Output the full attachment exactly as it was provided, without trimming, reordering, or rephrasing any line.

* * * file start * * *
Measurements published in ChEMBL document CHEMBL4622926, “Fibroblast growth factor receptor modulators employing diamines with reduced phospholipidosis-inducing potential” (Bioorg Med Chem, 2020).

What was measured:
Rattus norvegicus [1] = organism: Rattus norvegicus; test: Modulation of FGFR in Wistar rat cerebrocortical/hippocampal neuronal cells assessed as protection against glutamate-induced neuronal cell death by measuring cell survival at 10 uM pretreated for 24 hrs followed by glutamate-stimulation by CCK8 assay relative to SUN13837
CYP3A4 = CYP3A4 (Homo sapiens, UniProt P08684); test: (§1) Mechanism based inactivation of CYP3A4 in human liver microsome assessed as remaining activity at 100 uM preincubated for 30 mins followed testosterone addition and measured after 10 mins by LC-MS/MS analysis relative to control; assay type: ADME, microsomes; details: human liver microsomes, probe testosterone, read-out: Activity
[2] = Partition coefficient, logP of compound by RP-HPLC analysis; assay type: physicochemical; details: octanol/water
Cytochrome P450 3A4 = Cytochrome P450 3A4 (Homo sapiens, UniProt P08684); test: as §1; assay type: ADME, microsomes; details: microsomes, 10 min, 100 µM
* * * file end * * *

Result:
Measurements published in ChEMBL document CHEMBL4622926, “Fibroblast growth factor receptor modulators employing diamines with reduced phospholipidosis-inducing potential” (Bioorg Med Chem, 2020).

What was measured:
Rattus norvegicus [1] = organism: Rattus norvegicus; test: Modulation of FGFR in Wistar rat cerebrocortical/hippocampal neuronal cells assessed as protection against glutamate-induced neuronal cell death by measuring cell survival at 10 uM pretreated for 24 hrs followed by glutamate-stimulation by CCK8 assay relative to SUN13837
CYP3A4 = CYP3A4 (Homo sapiens, UniProt P08684); test: (§1) Mechanism based inactivation of CYP3A4 in human liver microsome assessed as remaining activity at 100 uM preincubated for 30 mins followed testosterone addition and measured after 10 mins by LC-MS/MS analysis relative to control; assay type: ADME, microsomes; details: human liver microsomes, probe testosterone, read-out: Activity
[2] = Partition coefficient, logP of compound by RP-HPLC analysis; assay type: physicochemical; details: octanol/water
Cytochrome P450 3A4 = Cytochrome P450 3A4 (Homo sapiens, UniProt P08684); test: as §1; assay type: ADME, microsomes; details: microsomes, 10 min, 100 µM